Shutter Angles

Conversations with DPs, directors and below-the-line crew by Matt Mulcahey

  • “We Don’t Find Shots, We Build Them”: DP Erik Messerschmidt on Mank, Lens Flare Painting and Native Black and White

    In 1941, a 25-year-old Orson Welles made one of cinema’s most auspicious debuts by directing, co-writing, starring in and producing Citizen Kane. With Mank—David Fincher’s look at the evolution of Kane’s screenplay—cinematographer Erik Messerschmidt makes an impressive feature bow of his own.  After working his way up through the ranks of grip and electric and earning DP credits on the shows Legion, Mindhunter and Fargo, Messerschmidt’s very first fiction feature has landed him in the midst of Oscar conversation. With Mank now streaming on Netflix, Messerschmidt spoke with Filmmaker about deep focus, high ISOs and painting in lens flares; and how even…  Read more

    On Dec 22, 2020
  • “The Brightest Light of a Shot Doesn’t Always Have to Be on the Actor’s Face”: DP Matthew Libatique on The Prom

    Matthew Libatique likes to say that sometimes lighting needs to be the lead guitarist and sometimes it needs to be the drummer. The Prom is definitely a lead guitarist kind of movie. An adaptation of the popular musical, The Prom follows four Broadway personalities (Meryl Streep, James Corden, Nicole Kidman and Andrew Rannells) hoping to boost their careers by descending on small town Indiana as “celebrity activists” in service of the cause of a gay student banned from attending the titular bash with her partner of choice. With the movie now streaming on Netflix, Libatique talked with Filmmaker about working with…  Read more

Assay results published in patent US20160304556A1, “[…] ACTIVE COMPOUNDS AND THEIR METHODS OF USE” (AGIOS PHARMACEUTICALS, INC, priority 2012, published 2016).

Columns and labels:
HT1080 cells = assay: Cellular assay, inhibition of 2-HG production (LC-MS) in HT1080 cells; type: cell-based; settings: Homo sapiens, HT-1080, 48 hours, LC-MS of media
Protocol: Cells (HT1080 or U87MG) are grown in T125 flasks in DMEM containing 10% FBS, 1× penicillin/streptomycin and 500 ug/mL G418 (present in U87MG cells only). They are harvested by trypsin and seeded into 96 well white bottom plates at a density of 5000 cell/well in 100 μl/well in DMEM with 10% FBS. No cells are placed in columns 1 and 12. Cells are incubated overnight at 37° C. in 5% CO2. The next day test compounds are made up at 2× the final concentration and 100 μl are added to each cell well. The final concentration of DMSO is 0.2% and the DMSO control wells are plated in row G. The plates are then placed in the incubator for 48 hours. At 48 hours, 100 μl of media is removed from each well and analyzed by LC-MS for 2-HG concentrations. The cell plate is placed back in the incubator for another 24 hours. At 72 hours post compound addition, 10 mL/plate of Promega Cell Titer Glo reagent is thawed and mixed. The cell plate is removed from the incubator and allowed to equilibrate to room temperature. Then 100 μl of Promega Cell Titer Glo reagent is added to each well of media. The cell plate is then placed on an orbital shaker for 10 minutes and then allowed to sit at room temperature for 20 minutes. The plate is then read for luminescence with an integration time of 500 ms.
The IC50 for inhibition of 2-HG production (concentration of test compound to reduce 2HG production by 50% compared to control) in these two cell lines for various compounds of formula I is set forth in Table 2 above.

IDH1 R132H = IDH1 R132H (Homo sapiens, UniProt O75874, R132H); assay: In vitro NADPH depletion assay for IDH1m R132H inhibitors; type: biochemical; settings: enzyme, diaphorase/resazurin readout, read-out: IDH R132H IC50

On Dec 16, 2020
  • “Every Day There’s Less People Who Really Know How to Handle Film and Do Focus for Film”: DP Newton Thomas Sigel on Da 5 Bloods

    There’s something circular to the idea of Newton Thomas Sigel shooting firefights in the jungle on 16mm. It’s how Sigel’s career began, hauling gear into Central American combat zones as a photojournalist and documentarian in the 1980s. His first narrative as a cinematographer, Latino, was set during the Contra War in Nicaragua. His first studio break came with a 2nd Unit gig on Oliver Stone’s Platoon. Sigel’s latest, Da 5 Bloods, finds him back in the jungle, 16mm camera in hand. Filmed over three months in Vietnam and Thailand and directed by Spike Lee, Da 5 Bloods follows four of the…  Read more

    On Dec 15, 2020
  • “You Have Nine Days to Make an Episode. Go!”: DP James Kniest on The Haunting of Bly Manor